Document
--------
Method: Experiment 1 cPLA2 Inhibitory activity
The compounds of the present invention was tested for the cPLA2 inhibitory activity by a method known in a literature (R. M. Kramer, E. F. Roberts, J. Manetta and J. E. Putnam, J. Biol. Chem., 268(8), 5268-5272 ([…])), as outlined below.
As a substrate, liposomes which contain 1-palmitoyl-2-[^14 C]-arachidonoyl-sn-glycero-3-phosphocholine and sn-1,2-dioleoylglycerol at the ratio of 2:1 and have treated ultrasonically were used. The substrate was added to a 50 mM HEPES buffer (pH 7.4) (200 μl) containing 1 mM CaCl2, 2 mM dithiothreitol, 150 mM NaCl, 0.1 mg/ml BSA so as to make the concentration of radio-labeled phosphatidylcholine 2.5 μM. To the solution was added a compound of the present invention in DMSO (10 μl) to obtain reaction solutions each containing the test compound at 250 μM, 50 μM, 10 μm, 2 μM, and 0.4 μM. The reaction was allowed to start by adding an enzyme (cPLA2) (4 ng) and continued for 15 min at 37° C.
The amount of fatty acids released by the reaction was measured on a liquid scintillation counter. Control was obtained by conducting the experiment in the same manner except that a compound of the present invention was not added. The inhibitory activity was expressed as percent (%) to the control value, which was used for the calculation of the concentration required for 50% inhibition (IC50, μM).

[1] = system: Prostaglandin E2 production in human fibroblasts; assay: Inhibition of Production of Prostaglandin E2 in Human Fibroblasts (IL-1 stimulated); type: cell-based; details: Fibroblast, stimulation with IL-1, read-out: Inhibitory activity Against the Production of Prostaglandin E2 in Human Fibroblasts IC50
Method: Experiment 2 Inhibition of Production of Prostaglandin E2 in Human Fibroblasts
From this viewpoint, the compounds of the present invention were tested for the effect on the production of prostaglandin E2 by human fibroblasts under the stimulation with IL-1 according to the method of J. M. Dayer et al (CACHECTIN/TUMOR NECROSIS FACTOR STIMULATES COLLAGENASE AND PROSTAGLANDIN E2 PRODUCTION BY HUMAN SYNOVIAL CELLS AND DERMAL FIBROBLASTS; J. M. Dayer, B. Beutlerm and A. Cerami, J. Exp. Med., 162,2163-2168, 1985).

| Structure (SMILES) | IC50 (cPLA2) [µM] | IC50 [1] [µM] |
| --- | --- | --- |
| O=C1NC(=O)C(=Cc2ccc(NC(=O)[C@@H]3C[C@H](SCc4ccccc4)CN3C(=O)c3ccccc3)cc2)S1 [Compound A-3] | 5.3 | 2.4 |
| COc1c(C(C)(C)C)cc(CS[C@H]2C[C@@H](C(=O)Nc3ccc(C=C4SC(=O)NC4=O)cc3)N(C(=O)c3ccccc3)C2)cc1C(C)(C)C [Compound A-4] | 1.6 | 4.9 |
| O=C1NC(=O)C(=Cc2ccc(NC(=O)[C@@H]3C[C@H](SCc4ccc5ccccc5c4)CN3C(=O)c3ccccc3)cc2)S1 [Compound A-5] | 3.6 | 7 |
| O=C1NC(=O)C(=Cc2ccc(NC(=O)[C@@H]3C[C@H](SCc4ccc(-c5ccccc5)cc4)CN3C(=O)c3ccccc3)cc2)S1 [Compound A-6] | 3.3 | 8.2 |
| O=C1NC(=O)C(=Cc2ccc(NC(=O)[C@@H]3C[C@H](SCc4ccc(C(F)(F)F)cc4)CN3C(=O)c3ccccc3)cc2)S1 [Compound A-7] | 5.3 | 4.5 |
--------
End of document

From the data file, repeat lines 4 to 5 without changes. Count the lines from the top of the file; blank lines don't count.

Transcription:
The amount of fatty acids released by the reaction was measured on a liquid scintillation counter. Control was obtained by conducting the experiment in the same manner except that a compound of the present invention was not added. The inhibitory activity was expressed as percent (%) to the control value, which was used for the calculation of the concentration required for 50% inhibition (IC50, μM).

[1] = system: Prostaglandin E2 production in human fibroblasts; assay: Inhibition of Production of Prostaglandin E2 in Human Fibroblasts (IL-1 stimulated); type: cell-based; details: Fibroblast, stimulation with IL-1, read-out: Inhibitory activity Against the Production of Prostaglandin E2 in Human Fibroblasts IC50